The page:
Anita Campbell, Anne Thompson, books, Carole Thompson, courage, Dalhousie University, David Evans, David Monaghan, Elaine Bander, Fanny Price, Halifax, heroines, heros, Hugh Kindred, Jane Austen, JASNA, JASNA Canada, JASNA Nova Scotia, John Baxter, Len Diepeveen, literature, Lord Nelson, Lynn Festa, Mansfield Park, Mary Beth MacIsaac, Montréal, Patrick Stokes, Robert Miles, Robert Southey, Sara Malton, Sheila Johnson Kindred, Thomas Clarkson
Well, what a great weekend we’ve just had here in Halifax, with Elaine Bander, President of JASNA Canada, in town. She gave a wonderful talk on Friday afternoon in the Dalhousie University Department of English Seminar Series. Members of JASNA Nova Scotia gathered with faculty and students from Dal and other local universities, along with members of the general public, to hear Elaine speak on “Jane Austen’s Fanny Price and Lord Nelson: Rethinking the National Hero(ine).”
Elaine discussed passages in Jane Austen’s letters that suggest she was thinking about “models of principled resistance” in several books, including Thomas Clarkson’s History of the Abolition of the Slave Trade (1808), while she was writing Mansfield Park. Austen’s characterization of Fanny Price may have been influenced by her readings of masculine heroism. Fanny looks like a frail heroine, but her principled and steady resistance to her family’s attempts to persuade her to marry Henry Crawford shows that she is far more powerful than she appears. Elaine drew our attention to yet another model of heroism that may have influenced Austen, Robert Southey’s Life of Lord Nelson (1813). Without claiming that Southey’s book was a direct influence, Elaine suggested that the idea of Nelson’s heroism may have prompted Austen to explore what happens when a timid young woman decides to be courageous. I like the idea of Fanny saying to herself, as Nelson did, “Well then, … I will be a hero.” Elaine pointed out that the “scale of her endeavor” is different, “but not her courage.”
The talk was followed by a wine and cheese reception, courtesy of the Dal English Department. Here’s a photo of Elaine in conversation with Sheila Johnson Kindred, a JASNA NS member who teaches Philosophy at Saint Mary’s University, and John Baxter, Professor of English at Dalhousie, who introduced Elaine’s talk. Sara Malton, who teaches 19th Century literature at Saint Mary’s, and David Monaghan, who is retired from the English Department at Mount Saint Vincent University, interrupted their conversation to smile for the camera.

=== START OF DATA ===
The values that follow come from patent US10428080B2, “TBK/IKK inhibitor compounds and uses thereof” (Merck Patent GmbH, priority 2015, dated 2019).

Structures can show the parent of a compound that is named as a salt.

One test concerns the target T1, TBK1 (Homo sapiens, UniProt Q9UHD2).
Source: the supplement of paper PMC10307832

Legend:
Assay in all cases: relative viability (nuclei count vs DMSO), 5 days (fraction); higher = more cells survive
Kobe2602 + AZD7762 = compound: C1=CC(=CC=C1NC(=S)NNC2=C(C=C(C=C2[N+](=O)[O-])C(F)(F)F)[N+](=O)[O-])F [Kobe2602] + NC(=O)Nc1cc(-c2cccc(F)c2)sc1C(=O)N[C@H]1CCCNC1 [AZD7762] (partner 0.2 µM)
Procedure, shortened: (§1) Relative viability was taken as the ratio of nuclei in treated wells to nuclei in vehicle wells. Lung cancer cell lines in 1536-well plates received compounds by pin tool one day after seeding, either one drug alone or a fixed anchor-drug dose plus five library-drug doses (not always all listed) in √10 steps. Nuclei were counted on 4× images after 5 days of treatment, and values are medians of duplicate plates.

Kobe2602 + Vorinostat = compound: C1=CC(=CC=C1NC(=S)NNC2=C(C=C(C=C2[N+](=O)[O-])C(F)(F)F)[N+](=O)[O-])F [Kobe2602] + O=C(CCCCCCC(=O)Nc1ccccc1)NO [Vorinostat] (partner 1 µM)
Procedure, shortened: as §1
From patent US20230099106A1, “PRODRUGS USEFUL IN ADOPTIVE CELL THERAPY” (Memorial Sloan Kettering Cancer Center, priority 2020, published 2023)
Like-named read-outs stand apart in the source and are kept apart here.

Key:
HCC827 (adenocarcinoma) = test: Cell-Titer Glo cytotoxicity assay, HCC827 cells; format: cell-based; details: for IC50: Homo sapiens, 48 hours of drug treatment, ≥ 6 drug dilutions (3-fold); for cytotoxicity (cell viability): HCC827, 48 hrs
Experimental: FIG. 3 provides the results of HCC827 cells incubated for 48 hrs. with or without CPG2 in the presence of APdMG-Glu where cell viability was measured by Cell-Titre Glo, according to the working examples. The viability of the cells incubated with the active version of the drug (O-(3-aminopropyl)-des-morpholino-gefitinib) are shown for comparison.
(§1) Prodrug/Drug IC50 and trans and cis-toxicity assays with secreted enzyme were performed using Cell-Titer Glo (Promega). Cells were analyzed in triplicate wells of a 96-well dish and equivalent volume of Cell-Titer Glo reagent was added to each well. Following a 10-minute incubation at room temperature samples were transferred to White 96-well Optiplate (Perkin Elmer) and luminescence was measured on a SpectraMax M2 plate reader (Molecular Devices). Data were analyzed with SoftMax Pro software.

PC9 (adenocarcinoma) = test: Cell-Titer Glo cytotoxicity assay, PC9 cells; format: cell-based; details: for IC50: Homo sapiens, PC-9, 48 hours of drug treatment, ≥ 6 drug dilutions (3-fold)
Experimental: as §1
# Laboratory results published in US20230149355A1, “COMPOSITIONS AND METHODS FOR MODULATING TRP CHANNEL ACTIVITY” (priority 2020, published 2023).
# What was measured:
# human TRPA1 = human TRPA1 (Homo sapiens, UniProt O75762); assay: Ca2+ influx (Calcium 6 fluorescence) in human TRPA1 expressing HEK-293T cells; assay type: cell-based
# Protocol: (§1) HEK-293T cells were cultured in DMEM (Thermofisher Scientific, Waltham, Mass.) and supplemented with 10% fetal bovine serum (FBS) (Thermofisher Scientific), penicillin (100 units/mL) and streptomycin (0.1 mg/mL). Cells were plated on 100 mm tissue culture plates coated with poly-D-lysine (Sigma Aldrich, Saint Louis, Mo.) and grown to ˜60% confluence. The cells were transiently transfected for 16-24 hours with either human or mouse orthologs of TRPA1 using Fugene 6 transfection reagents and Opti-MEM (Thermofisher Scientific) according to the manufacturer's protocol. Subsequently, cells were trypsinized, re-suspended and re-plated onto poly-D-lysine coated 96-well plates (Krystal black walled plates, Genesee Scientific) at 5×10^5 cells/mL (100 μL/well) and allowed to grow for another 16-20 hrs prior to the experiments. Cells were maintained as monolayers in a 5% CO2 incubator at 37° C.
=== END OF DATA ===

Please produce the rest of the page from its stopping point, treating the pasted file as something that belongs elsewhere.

JASNA Nova Scotia members enjoyed talking with Elaine over a dinner hosted by Anita Campbell on Friday night, and on Saturday, several members met again to take the ferry from Halifax to Dartmouth for lunch with Elaine at a favourite local restaurant with a fabulous view of Halifax harbour, The Wooden Monkey.
It was another glorious October day in Nova Scotia – the perfect day for a trip across the water – and we enjoyed hearing Elaine’s description of her plans for the 2014 JASNA AGM: “Mansfield Park in Montréal: Contexts, Conventions & Controversies.” Members of our Region are looking forward to attending the AGM and offered support for the event.
It’s sure to be a great weekend: the combination of Mansfield Park and Montréal is irresistible. The museums! The cafés and restaurants! The bicycles! The controversial and brilliant Mansfield Park! And what a line-up of plenary speakers: Robert Miles (University of Victoria) on “Mansfield Park and Moral Luck,” Lynn Festa (Rutgers University) on “Mansfield Park and Noise,” and Patrick Stokes (former chairman of the Jane Austen Society, UK – and a direct descendant of Jane Austen’s brother Charles) on “‘Rears and Vices’: The Georgian Royal Navy.” And, of course, there will be many breakout sessions, workshops, and other activities (I’m really hoping for a Sunday morning run, as I loved the one we did at the Philadelphia AGM) – and a Regency Ball. October 10-12, 2014 at Le Centre Sheraton Montréal Hotel. Book your hotel room now, join JASNA if you aren’t already a member, and register for the conference next May.
Many thanks, once again, to Elaine for coming to Halifax, and to JASNA Canada, the Department of English at Dalhousie University, especially Len Diepeveen, David Evans, Mary Beth MacIsaac, and John Baxter, and the members of JASNA Nova Scotia, especially Anita Campbell, Carole Thompson, Sheila and Hugh Kindred, and our Regional Coordinator Anne Thompson, for making this weekend possible.